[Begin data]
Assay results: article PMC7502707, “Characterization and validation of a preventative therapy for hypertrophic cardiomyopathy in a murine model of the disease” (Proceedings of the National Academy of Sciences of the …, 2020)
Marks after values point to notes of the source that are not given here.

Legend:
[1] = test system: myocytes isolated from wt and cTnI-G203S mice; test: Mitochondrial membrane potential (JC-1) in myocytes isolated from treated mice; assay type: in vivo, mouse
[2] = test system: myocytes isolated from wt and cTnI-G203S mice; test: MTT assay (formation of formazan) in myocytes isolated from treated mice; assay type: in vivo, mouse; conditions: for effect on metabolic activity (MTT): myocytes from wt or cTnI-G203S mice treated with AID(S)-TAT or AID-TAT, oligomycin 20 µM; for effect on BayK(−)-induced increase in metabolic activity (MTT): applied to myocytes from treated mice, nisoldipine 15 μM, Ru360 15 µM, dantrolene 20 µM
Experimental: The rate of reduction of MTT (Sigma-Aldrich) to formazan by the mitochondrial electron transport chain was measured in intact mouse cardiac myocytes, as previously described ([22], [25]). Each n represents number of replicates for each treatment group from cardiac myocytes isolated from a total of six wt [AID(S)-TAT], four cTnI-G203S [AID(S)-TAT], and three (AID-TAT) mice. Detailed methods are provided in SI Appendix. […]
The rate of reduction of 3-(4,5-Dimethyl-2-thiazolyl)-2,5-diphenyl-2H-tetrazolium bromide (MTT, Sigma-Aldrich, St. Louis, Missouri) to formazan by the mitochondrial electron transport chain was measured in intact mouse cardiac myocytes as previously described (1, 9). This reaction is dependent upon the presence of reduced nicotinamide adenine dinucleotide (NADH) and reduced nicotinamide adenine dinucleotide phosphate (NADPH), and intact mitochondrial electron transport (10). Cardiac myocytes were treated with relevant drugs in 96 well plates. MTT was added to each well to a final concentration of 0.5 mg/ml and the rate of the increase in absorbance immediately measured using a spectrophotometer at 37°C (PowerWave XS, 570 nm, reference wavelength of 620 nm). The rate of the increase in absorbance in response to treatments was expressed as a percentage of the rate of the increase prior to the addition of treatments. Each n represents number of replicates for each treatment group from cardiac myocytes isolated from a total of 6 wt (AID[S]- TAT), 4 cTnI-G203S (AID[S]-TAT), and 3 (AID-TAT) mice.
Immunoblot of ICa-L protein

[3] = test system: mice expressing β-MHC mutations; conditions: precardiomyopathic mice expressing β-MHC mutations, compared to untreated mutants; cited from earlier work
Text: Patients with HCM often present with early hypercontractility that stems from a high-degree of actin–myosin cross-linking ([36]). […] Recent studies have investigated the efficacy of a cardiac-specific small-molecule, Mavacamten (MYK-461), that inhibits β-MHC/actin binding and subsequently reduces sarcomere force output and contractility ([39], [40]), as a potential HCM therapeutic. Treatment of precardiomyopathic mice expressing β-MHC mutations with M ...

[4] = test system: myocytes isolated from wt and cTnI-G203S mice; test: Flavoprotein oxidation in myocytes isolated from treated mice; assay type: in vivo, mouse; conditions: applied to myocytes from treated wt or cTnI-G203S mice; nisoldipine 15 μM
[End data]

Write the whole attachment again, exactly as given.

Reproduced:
Assay results: article PMC7502707, “Characterization and validation of a preventative therapy for hypertrophic cardiomyopathy in a murine model of the disease” (Proceedings of the National Academy of Sciences of the …, 2020)
Marks after values point to notes of the source that are not given here.

Legend:
[1] = test system: myocytes isolated from wt and cTnI-G203S mice; test: Mitochondrial membrane potential (JC-1) in myocytes isolated from treated mice; assay type: in vivo, mouse
[2] = test system: myocytes isolated from wt and cTnI-G203S mice; test: MTT assay (formation of formazan) in myocytes isolated from treated mice; assay type: in vivo, mouse; conditions: for effect on metabolic activity (MTT): myocytes from wt or cTnI-G203S mice treated with AID(S)-TAT or AID-TAT, oligomycin 20 µM; for effect on BayK(−)-induced increase in metabolic activity (MTT): applied to myocytes from treated mice, nisoldipine 15 μM, Ru360 15 µM, dantrolene 20 µM
Experimental: The rate of reduction of MTT (Sigma-Aldrich) to formazan by the mitochondrial electron transport chain was measured in intact mouse cardiac myocytes, as previously described ([22], [25]). Each n represents number of replicates for each treatment group from cardiac myocytes isolated from a total of six wt [AID(S)-TAT], four cTnI-G203S [AID(S)-TAT], and three (AID-TAT) mice. Detailed methods are provided in SI Appendix. […]
The rate of reduction of 3-(4,5-Dimethyl-2-thiazolyl)-2,5-diphenyl-2H-tetrazolium bromide (MTT, Sigma-Aldrich, St. Louis, Missouri) to formazan by the mitochondrial electron transport chain was measured in intact mouse cardiac myocytes as previously described (1, 9). This reaction is dependent upon the presence of reduced nicotinamide adenine dinucleotide (NADH) and reduced nicotinamide adenine dinucleotide phosphate (NADPH), and intact mitochondrial electron transport (10). Cardiac myocytes were treated with relevant drugs in 96 well plates. MTT was added to each well to a final concentration of 0.5 mg/ml and the rate of the increase in absorbance immediately measured using a spectrophotometer at 37°C (PowerWave XS, 570 nm, reference wavelength of 620 nm). The rate of the increase in absorbance in response to treatments was expressed as a percentage of the rate of the increase prior to the addition of treatments. Each n represents number of replicates for each treatment group from cardiac myocytes isolated from a total of 6 wt (AID[S]- TAT), 4 cTnI-G203S (AID[S]-TAT), and 3 (AID-TAT) mice.
Immunoblot of ICa-L protein

[3] = test system: mice expressing β-MHC mutations; conditions: precardiomyopathic mice expressing β-MHC mutations, compared to untreated mutants; cited from earlier work
Text: Patients with HCM often present with early hypercontractility that stems from a high-degree of actin–myosin cross-linking ([36]). […] Recent studies have investigated the efficacy of a cardiac-specific small-molecule, Mavacamten (MYK-461), that inhibits β-MHC/actin binding and subsequently reduces sarcomere force output and contractility ([39], [40]), as a potential HCM therapeutic. Treatment of precardiomyopathic mice expressing β-MHC mutations with M ...

[4] = test system: myocytes isolated from wt and cTnI-G203S mice; test: Flavoprotein oxidation in myocytes isolated from treated mice; assay type: in vivo, mouse; conditions: applied to myocytes from treated wt or cTnI-G203S mice; nisoldipine 15 μM